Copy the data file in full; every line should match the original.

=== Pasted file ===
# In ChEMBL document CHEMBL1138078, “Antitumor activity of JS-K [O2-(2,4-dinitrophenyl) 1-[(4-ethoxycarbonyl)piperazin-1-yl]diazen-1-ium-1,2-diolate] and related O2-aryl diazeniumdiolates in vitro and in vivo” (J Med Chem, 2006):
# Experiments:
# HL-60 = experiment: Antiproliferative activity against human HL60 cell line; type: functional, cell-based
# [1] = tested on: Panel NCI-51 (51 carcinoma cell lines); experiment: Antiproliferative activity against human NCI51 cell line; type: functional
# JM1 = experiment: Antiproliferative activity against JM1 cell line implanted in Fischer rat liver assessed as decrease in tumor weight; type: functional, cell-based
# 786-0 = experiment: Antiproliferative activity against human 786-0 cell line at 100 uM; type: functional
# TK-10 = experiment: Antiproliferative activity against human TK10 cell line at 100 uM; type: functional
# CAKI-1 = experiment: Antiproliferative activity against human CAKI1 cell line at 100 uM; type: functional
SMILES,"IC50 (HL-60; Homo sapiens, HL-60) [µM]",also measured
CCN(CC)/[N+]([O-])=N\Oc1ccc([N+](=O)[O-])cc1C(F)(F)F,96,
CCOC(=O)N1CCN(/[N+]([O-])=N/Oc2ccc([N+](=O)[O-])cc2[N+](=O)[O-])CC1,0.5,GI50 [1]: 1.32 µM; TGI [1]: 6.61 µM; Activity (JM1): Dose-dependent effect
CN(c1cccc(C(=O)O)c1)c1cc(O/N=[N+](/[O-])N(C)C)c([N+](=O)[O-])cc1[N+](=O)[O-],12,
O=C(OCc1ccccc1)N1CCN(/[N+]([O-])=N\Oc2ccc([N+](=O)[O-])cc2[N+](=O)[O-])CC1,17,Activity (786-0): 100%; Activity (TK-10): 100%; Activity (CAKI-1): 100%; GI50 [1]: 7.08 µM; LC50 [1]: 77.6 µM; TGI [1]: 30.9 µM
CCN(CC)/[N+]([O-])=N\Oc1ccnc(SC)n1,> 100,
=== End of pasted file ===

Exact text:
# In ChEMBL document CHEMBL1138078, “Antitumor activity of JS-K [O2-(2,4-dinitrophenyl) 1-[(4-ethoxycarbonyl)piperazin-1-yl]diazen-1-ium-1,2-diolate] and related O2-aryl diazeniumdiolates in vitro and in vivo” (J Med Chem, 2006):
# Experiments:
# HL-60 = experiment: Antiproliferative activity against human HL60 cell line; type: functional, cell-based
# [1] = tested on: Panel NCI-51 (51 carcinoma cell lines); experiment: Antiproliferative activity against human NCI51 cell line; type: functional
# JM1 = experiment: Antiproliferative activity against JM1 cell line implanted in Fischer rat liver assessed as decrease in tumor weight; type: functional, cell-based
# 786-0 = experiment: Antiproliferative activity against human 786-0 cell line at 100 uM; type: functional
# TK-10 = experiment: Antiproliferative activity against human TK10 cell line at 100 uM; type: functional
# CAKI-1 = experiment: Antiproliferative activity against human CAKI1 cell line at 100 uM; type: functional
SMILES,"IC50 (HL-60; Homo sapiens, HL-60) [µM]",also measured
CCN(CC)/[N+]([O-])=N\Oc1ccc([N+](=O)[O-])cc1C(F)(F)F,96,
CCOC(=O)N1CCN(/[N+]([O-])=N/Oc2ccc([N+](=O)[O-])cc2[N+](=O)[O-])CC1,0.5,GI50 [1]: 1.32 µM; TGI [1]: 6.61 µM; Activity (JM1): Dose-dependent effect
CN(c1cccc(C(=O)O)c1)c1cc(O/N=[N+](/[O-])N(C)C)c([N+](=O)[O-])cc1[N+](=O)[O-],12,
O=C(OCc1ccccc1)N1CCN(/[N+]([O-])=N\Oc2ccc([N+](=O)[O-])cc2[N+](=O)[O-])CC1,17,Activity (786-0): 100%; Activity (TK-10): 100%; Activity (CAKI-1): 100%; GI50 [1]: 7.08 µM; LC50 [1]: 77.6 µM; TGI [1]: 30.9 µM
CCN(CC)/[N+]([O-])=N\Oc1ccnc(SC)n1,> 100,